Taken together, our findings demonstrate significantly attenuated DSS-induced colitis in the CXCR3 KO mice. Deficiency of CXCR3 alone has been associated with the effective reduction of colitis via reduced monocyte and neutrophil infiltration, ameliorating DSS-induced colitis, thereby making CXCR3 an attractive target for reducing inflammation. Currently, clinical trials using CXCL10 antibody (MDX-1100), are looking promising in patients with ulcerative colitis and rheumatoid arthritis [51], promoting investigations of the role of CXCR3 in chronic colitis. Our preliminary findings have shown a significant decrease in CD4+ T cell trafficking, as well changes in cytokine profiles that may favour Th2 immune responses during chronic inflammation. Future studies may help determine the role of CXCR3 in polarizing Th1 to Th2 responses in the chronically inflamed gut to evaluate the therapeutic value of targeting CXCR3.

Materials and Methods

Ethics Statement

All experiments were approved and carried out in according to the University of Sydney Animal Ethics Committee (AEC) (K20/9-2009/2/5146) and the Institutional Biosafety Committee (09N019) guidelines. Mice were housed in environmentally enriched AEC-approved cages. Clinical scores and body weight evaluated were performed daily to monitor disease progression and animal wellbeing. Mice that lost more than 15% of their original body weight were culled in accordance to AEC requirements. Euthansia was performed via avertin subcutaneous injection.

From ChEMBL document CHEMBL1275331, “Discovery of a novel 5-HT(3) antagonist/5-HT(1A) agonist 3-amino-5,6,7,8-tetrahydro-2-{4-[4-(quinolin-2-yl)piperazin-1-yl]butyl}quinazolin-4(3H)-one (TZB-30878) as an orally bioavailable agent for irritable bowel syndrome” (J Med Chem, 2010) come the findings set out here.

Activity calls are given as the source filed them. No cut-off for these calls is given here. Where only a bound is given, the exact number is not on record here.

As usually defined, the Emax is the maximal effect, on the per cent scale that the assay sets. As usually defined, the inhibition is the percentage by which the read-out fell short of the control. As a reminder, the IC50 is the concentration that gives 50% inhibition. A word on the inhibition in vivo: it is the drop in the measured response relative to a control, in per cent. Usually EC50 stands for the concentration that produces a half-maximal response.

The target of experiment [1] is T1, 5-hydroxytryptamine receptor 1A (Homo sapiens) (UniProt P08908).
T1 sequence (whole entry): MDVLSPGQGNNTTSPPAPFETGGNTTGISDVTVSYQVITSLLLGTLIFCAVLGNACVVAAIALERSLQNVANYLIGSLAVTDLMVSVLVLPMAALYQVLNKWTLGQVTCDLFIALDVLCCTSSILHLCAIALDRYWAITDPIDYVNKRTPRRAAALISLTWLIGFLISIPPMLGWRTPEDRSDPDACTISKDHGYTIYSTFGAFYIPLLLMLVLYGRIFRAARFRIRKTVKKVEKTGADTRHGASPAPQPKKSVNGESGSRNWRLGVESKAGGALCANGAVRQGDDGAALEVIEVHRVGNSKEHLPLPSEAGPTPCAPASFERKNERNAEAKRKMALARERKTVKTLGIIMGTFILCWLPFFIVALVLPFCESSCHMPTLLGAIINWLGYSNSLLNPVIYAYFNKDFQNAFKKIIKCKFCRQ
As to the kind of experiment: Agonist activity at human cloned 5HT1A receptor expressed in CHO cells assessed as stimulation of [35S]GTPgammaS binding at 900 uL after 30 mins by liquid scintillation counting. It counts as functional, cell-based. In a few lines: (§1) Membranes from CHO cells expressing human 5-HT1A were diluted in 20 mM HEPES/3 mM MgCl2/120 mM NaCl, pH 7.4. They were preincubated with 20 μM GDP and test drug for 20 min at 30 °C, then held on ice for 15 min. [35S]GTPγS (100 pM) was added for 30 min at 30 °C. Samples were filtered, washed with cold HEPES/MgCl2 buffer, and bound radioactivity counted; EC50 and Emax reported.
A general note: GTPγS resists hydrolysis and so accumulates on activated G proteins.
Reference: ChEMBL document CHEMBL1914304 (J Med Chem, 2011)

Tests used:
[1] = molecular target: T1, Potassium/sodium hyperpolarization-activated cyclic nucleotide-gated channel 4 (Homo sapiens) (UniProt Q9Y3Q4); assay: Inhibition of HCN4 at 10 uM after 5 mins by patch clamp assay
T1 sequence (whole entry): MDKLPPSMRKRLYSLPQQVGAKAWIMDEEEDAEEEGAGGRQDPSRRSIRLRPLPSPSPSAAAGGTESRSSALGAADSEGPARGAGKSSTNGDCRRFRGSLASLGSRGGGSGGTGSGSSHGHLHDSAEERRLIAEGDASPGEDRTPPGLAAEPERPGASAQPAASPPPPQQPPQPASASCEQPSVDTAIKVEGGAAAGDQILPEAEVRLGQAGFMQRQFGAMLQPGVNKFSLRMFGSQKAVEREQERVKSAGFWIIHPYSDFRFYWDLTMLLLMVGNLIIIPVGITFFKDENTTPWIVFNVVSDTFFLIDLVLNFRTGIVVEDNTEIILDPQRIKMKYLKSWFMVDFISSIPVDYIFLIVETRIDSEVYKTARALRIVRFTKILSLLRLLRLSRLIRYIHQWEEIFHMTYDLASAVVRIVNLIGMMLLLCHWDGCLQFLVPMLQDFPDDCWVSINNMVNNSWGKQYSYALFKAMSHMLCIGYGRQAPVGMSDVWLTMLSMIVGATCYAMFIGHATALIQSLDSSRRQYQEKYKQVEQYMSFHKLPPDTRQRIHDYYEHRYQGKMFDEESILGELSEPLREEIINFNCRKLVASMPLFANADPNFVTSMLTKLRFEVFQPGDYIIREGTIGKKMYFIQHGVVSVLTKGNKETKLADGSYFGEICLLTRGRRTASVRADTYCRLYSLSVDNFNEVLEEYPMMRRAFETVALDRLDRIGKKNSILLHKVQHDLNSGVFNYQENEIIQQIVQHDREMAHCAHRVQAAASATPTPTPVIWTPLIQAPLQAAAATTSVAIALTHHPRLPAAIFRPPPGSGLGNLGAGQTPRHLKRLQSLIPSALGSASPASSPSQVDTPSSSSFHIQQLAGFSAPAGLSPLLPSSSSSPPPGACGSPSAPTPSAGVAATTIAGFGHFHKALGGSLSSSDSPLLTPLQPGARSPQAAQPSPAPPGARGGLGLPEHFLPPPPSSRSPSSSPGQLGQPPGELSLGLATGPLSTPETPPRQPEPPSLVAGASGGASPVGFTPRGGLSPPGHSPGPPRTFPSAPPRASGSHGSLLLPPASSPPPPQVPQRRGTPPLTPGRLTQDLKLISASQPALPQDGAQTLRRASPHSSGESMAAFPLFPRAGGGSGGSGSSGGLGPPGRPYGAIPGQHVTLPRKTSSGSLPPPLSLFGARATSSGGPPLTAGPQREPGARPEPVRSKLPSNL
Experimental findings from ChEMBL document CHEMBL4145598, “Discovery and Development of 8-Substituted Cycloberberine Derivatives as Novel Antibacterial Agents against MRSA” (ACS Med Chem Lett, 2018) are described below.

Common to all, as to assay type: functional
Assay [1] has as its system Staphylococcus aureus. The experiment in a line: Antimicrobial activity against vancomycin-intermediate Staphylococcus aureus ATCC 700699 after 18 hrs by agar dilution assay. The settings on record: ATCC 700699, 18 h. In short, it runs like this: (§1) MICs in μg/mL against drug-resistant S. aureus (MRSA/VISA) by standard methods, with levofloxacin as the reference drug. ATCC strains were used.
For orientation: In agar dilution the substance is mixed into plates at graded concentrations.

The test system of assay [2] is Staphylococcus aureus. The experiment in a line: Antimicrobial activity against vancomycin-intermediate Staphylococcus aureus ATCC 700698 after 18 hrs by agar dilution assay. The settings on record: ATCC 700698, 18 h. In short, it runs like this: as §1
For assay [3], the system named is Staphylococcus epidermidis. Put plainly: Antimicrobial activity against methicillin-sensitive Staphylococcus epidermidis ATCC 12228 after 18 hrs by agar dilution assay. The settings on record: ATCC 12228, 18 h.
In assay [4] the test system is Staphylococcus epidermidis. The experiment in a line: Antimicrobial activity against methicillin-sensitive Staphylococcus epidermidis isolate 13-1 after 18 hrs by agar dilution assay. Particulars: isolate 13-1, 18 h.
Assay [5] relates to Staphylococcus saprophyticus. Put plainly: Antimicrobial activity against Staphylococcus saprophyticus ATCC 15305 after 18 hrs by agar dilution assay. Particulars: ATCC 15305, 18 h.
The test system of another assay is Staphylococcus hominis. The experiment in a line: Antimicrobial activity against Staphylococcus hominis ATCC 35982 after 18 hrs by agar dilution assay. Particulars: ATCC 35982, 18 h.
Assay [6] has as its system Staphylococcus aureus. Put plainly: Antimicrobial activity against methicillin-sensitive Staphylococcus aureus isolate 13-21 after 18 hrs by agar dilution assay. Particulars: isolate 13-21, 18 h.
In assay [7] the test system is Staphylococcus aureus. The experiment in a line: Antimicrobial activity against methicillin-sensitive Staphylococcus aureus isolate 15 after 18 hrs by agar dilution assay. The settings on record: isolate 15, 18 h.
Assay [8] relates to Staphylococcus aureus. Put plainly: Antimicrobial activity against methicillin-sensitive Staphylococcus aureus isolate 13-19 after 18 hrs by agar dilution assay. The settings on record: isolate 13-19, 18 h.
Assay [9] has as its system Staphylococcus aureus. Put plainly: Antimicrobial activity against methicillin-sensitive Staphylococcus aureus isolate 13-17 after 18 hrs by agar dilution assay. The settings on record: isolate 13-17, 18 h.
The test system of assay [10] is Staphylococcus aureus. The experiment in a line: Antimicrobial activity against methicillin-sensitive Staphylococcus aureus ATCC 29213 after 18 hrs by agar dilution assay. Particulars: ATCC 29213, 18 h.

Female CXCR3 KO mice on a C57BL/6 background were obtained from Iain Campbell (The University of Sydney) and were bred in the University of Sydney Blackburn Animal House along with C57BL/6 wild type (Wt) mice. Animals were provided with food and water ad libitum. Experiments were performed when mice were 8–10 weeks of age. All experiments were carried out 3 times (unless otherwise indicated) with 4 age-matched mice per group.

DSS challenge

Colitis was induced in mice with 2.5% w/v DSS (ICN Biomedicals Australasia) provided ad libitum for 9 days. DSS induces mucosal damage in the colon, resulting in an influx of commensal flora to the submucosal layers that induces an immune response which closely parallels human colitis [28]. Control groups received tap water only.

Body weight and clinical and faecal score

Body weight was measured twice daily and averaged [52]. Clinical scoring was based upon parameters including mobility, gait, vocalizations, group interactions, and grooming and each was scored a value between 0–2 twice daily and averaged [28]. The faecal score was based on parameters including faecal consistency, hematochezia, and rectal bleeding and measured daily [28].


The colon was perfused with cold PBS, measured, and weighed. It was Swiss-rolled and sections were stained with hematoxylin and eosin as described previously [28], [53]. A histopathological score was generated in a blinded fashion using a widely used grading tool examining crypts, epithelia, goblet cells, cellular infiltration, and edema [28]. Scores of 0–1 reflect normal morphology, with 2–4, 5–7, and 8–10 representing mild, moderate, and severe colitis, respectively. Each section of colon was observed in a blinded fashion at 20x magnification and each field of view was scored as above, with the scores from 15–20 fields averaged per mouse. Only sections of transverse and descending colon were selected for histopathological assessment, as these sections clearly exhibited the greatest severity of colitis.